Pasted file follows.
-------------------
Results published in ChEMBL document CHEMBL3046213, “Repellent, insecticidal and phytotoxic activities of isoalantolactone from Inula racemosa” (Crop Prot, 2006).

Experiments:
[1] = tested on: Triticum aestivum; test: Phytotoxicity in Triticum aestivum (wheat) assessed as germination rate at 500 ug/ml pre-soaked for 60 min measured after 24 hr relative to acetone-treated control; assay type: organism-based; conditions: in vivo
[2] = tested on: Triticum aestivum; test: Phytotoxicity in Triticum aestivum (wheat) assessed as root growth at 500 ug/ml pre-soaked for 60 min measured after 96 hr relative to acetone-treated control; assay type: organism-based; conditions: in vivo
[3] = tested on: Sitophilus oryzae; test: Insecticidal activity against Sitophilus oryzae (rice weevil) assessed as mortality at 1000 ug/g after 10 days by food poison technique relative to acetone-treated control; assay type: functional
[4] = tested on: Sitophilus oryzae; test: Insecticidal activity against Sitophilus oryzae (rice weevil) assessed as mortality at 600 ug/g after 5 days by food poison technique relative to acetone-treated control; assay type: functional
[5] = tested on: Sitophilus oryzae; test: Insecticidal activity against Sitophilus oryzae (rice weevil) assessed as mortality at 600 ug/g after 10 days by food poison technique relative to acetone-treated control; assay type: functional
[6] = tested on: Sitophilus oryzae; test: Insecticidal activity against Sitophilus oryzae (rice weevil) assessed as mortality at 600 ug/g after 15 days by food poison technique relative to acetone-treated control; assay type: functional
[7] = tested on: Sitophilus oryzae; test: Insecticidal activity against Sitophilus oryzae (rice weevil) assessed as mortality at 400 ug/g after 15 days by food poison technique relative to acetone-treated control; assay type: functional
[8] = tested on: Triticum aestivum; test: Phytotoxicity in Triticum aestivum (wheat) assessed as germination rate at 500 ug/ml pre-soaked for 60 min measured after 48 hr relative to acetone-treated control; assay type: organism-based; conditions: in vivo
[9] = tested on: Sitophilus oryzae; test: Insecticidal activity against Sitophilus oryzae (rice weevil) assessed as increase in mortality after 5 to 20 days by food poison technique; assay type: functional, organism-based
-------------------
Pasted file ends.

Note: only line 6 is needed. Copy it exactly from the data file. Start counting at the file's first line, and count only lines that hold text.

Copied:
[4] = tested on: Sitophilus oryzae; test: Insecticidal activity against Sitophilus oryzae (rice weevil) assessed as mortality at 600 ug/g after 5 days by food poison technique relative to acetone-treated control; assay type: functional